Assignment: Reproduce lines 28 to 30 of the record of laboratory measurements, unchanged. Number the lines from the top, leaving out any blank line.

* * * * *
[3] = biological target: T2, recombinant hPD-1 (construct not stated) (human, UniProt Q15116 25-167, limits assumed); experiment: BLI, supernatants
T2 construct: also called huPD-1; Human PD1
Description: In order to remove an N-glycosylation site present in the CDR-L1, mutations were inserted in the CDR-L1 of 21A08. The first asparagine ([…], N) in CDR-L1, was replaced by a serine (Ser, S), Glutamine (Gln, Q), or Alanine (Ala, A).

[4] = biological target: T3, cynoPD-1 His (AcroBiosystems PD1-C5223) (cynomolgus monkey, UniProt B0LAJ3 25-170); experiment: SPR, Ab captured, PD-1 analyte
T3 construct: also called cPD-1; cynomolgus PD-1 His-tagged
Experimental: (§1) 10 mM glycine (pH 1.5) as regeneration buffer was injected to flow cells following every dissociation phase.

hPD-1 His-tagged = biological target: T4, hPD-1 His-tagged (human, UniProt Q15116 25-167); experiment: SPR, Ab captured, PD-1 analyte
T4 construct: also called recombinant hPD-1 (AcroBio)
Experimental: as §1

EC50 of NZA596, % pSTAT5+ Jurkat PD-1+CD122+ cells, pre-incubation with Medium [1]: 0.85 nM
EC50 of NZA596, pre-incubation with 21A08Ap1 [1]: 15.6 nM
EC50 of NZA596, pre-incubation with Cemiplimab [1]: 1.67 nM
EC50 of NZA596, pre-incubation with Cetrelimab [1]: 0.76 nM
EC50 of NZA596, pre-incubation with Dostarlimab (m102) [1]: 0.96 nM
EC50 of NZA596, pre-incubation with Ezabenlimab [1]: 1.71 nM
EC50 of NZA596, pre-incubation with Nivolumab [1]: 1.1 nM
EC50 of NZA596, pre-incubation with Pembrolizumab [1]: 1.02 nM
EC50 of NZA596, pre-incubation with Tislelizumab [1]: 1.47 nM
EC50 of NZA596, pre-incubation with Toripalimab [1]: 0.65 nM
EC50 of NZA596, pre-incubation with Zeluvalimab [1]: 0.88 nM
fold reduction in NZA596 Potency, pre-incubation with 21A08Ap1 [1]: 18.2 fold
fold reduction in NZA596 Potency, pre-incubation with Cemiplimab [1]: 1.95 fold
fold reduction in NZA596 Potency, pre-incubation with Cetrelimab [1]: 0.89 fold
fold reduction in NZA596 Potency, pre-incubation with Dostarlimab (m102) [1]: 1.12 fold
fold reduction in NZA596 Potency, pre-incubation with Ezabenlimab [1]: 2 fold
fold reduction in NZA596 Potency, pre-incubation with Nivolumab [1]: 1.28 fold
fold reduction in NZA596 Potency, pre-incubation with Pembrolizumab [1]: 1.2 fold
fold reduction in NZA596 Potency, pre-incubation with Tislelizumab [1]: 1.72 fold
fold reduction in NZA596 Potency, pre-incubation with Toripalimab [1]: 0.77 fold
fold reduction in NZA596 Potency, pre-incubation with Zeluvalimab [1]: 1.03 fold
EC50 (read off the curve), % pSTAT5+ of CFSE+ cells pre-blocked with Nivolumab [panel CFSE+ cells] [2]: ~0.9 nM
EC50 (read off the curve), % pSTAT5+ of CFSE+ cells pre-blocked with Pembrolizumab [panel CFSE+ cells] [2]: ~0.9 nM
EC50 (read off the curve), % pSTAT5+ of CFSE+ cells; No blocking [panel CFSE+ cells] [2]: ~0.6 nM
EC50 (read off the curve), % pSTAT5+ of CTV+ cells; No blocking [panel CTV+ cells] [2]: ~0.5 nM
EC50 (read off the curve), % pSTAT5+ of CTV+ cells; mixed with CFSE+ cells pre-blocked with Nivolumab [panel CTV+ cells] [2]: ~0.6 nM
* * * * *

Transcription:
fold reduction in NZA596 Potency, pre-incubation with Tislelizumab [1]: 1.72 fold
fold reduction in NZA596 Potency, pre-incubation with Toripalimab [1]: 0.77 fold
fold reduction in NZA596 Potency, pre-incubation with Zeluvalimab [1]: 1.03 fold